Information and communication technology in higher education
Information and communication technology (ICT) is a force that has changed many aspects of the way we live. If one was to compare such fields as medicine, tourism, travel, business, law, banking, engineering and architecture, the impact of ICT across the past two or three decades has been enormous. The way these fields operate today is vastly different from the ways they operated in the past. But when one looks at education, there seems to have been an uncanny lack of influence and far less change than other fields have experienced. A number of people have attempted to explore this lack of activity and influence (e.g. Collis, 2002). There have been a number of factors impeding the wholesale uptake of ICT in education across all sectors. These have included such factors as a lack of funding to support the purchase of the technology, a lack of training among established teaching practitioners, a lack of motivation and need among teachers to adopt ICT as teaching tools (Starr, 2001). But in recent times, factors have emerged which have strengthened and encouraged moves to adopt ICTs into classrooms and learning settings. As we move into the 21st century, these factors and many others are bringing strong forces to bear on the adoption of ICTs in education and contemporary trends suggest we will soon see large scale changes in the way education is planned and delivered as a consequence of the opportunities and affordances of ICT. This paper seeks to explore the likely changes we will see in education as ICT acts as a powerful agent to change many of the educational practices to which we have become accustomed. In particular, the paper will explore the impact both current and emerging information and communication technologies will be likely to have in coming years on what is learned, when and where learning will take place and how the learning will occur. The impact of ICT on what is learned:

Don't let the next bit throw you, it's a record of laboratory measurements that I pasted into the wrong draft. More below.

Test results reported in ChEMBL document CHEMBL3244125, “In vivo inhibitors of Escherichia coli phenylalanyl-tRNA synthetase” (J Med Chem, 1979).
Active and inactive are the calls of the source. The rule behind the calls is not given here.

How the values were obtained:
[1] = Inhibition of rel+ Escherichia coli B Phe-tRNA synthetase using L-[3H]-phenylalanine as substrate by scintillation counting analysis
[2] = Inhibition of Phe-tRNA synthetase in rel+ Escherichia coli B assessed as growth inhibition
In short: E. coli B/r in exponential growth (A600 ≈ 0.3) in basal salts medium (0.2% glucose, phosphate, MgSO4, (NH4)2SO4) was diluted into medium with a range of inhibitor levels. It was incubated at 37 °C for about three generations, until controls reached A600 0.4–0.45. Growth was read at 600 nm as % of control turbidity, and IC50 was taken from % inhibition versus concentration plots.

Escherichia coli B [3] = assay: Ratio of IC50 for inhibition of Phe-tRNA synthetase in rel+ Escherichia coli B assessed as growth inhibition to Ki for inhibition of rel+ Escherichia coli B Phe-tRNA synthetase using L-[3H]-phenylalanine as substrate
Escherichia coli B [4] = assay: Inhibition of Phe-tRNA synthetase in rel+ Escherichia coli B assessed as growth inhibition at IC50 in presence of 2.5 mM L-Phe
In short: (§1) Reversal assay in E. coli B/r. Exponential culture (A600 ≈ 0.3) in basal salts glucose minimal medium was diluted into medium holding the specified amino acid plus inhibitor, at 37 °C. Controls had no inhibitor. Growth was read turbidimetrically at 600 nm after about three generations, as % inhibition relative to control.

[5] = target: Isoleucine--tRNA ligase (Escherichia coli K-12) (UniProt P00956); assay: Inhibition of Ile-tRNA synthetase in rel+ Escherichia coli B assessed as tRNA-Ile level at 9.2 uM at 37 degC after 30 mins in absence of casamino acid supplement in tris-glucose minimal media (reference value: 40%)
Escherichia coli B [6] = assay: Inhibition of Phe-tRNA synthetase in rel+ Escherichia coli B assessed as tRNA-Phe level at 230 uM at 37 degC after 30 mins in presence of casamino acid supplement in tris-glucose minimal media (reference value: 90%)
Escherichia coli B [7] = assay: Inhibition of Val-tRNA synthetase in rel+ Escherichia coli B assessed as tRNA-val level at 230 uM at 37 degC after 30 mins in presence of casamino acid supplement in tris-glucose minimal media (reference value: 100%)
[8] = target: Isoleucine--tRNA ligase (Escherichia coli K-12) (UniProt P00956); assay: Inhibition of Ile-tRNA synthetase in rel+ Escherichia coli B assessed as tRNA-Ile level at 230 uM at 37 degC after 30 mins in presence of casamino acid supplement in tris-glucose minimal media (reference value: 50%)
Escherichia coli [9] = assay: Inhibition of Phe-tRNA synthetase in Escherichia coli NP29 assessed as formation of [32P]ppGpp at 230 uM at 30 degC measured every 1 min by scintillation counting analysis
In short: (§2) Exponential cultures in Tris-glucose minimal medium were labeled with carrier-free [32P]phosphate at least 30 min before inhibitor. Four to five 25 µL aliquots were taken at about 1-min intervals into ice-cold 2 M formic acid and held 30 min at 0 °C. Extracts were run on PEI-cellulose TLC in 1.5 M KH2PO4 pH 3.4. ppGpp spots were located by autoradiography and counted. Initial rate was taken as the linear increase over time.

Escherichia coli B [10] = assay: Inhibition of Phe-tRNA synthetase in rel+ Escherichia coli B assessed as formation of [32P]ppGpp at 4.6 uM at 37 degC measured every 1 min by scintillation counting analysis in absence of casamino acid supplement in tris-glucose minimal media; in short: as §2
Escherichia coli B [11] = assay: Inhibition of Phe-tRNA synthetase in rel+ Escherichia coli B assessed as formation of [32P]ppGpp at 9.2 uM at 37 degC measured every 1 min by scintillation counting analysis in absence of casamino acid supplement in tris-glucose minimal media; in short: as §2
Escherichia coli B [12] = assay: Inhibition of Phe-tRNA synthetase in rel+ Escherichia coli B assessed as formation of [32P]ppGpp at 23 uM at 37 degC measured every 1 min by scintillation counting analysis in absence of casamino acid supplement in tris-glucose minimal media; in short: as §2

Conventional teaching has emphasized content. For many years course have been written around textbooks. Teachers have taught through lectures and presentations interspersed with tutorials and learning activities designed to consolidate and rehearse the content. Contemporary settings are now favoring curricula that promote competency and performance. Curricula are starting to Emphasize capabilities and to be concerned more with how the information will be used than with what the information is.
A. competency and performance-based curricula:
The moves to competency and performance-based curricula are well supported and encouraged by emerging instructional technologies (e.g. Stephenson, 2001). Such curricula tend to require: access to a variety of information sources;
access to a variety of information forms and types;
student-centered learning settings based on information access and inquiry; learning environments centered on problem-centered and inquiry-based activities; authentic settings and examples; and
teachers as coaches and mentors rather than content experts. Contemporary ICTs are able to provide strong support for all these requirements and there are now many outstanding examples of world class settings for competency and performance-based curricula that make sound use of the affordances of these technologies (e.g. Oliver, 2000). For many years, teachers wishing to adopt such curricula have been limited by their resources and tools but with the proliferation and widespread availability of contemporary ICTs, many Restrictions and impediments of the past have been removed. And new technologies will continue to drive these forms of learning further. As students and teachers gain access to higher Bandwidths, more direct forms of communication and access to sharable resources, the capability To support these quality learning settings will continue to grow. B. information literacy
Another way in which emerging ICTs are impacting on the...
Please join StudyMode to read the full document